Archives charting the epic history of legendary package holiday pioneer Thomas Cook – who used to live in Harborough - can now be viewed online
Part of the giant archive has been catalogued and is available to see thanks to a grant from the National Archives under the Archives Revealed scheme
A big chunk of a vast archive charting the epic history of legendary package holiday pioneer Thomas Cook – who used to live in Market Harborough - can now be viewed online.
Thousands of items in the unique Thomas Cook collection are housed at the Record Office for Leicestershire, Leicester and Rutland in Wigston.
And many of them are now much more widely accessible.
Part of the giant archive has been catalogued and is available to see thanks to a grant from the National Archives under the Archives Revealed scheme.
Items which can be searched for using an online catalogue include staff magazines, volumes of contracts and agreements and some of the historic travel brochures.
Project Archivist Jennifer Roach, who is leading the work to catalogue the entire archive, said: “The Thomas Cook archive is internationally significant as it provides a detailed historical record of the man and company which created international package travel as we know it today.
“It is a great honour for us to have been chosen as the permanent home of the Thomas Cook archive and we believe it is vital that we can make the material as accessible as possible.”
She added: “We’re aiming to keep uploading records to the catalogue throughout the course of the project, with the full catalogue online and the collection available from next April when the project concludes.
“We will then showcase some of the material in the Thomas Cook Collection, highlighting the gems we have found along the way.”
The wider collection includes minute books and staff records, posters, travel guides and timetables.
It also features 60,000 photographs and souvenirs from the company's 178-year history, including glass and china, uniforms through the ages and even a model of a River Nile steamer.
If all the boxes of photographs, diaries, letters, minutes, accounts, reports, contracts, volumes, objects, artefacts and posters were laid out in a line, it would be 820ft (250 metres) long.
That’s about 2.5 times the length of the pitch at Leicester City’s King Power Stadium.
Cllr Christine Radford, the county council’s cabinet member for heritage, leisure and arts, said: “The Thomas Cook archive collection is a vital piece of Leicestershire history.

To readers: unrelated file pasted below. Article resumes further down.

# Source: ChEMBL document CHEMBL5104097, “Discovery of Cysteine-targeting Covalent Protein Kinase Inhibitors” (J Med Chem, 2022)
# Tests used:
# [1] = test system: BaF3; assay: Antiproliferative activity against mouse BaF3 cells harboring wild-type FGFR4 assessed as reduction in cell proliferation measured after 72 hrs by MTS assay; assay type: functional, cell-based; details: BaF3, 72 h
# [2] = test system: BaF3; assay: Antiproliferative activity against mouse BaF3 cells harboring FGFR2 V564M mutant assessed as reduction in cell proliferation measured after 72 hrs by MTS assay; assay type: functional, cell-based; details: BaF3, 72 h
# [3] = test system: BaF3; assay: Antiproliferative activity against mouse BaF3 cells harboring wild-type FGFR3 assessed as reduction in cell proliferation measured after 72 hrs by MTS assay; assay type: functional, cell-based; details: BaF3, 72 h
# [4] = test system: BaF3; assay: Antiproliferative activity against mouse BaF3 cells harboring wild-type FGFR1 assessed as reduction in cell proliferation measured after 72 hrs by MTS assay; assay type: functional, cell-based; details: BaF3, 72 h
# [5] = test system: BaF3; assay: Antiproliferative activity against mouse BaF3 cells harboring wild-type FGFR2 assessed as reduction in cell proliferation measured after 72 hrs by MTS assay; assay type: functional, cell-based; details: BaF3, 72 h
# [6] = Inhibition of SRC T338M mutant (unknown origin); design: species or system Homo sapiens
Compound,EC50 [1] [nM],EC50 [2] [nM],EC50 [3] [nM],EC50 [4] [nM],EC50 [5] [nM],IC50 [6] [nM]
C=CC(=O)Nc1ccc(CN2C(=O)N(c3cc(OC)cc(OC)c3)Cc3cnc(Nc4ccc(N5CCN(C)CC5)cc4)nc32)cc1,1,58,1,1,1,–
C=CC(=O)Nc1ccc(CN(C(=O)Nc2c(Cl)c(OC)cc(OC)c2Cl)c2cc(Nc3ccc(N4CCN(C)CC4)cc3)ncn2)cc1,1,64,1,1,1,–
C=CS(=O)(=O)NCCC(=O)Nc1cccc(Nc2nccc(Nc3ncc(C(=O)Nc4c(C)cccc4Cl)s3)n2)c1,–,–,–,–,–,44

“I am delighted that this work is being carried out to preserve it for future generations, as well as providing a valuable resource to the people of Leicestershire, Leicester and Rutland.”
The entire Thomas Cook archive was acquired by the county council in 2019, following a nationwide bidding process to find a new permanent home for the collection.
The brochures make up one of the larger sections of the archive, with examples dating back to 1858 and the first continental brochures appearing from 1865.
Most of the collection dates from around 1890, with samples from nearly every year being kept, covering all varieties of destinations.
Thomas Cook dramatically collapsed in September 2019.
The company folded almost two centuries after the man himself launched his travel trailblazer in Market Harborough at the height of Victorian Britain.
The teetotal cabinet-maker had his brainwave as he walked from his home in Adam and Eve Street to Leicester to attend an anti-drink Temperance meeting in 1841.
Former Baptist preacher Cook later recalled: “From my residence at Market Harborough I walked 15 miles to Leicester to attend a meeting and a thought flashed through my brain.
“What a glorious thing it would be if the newly-developed powers of railways could be made subservient to the promotion of Temperance.”
The ingenious pioneer approached John Fox Bell, secretary of Midland Counties Railway, who agreed to hire out a train and Thomas set about advertising his “excursion”.
On July 5, 1841, the world’s first chartered train journey took 500 teetotallers from Leicester to Loughborough for a shilling each – and the world’s first travel operation was born.
Dynamic entrepreneur Cook moved to Leicester with his wife Marianne and young family later that year to begin carving out his new holiday empire.
And a plaque now stands marking where the travel business icon lived in Quaker’s Yard off Adam and Eve Street in Harborough.
More information on the Record Office’s catalogues can be found at http://www.recordoffice.org.uk/resources/catalogues/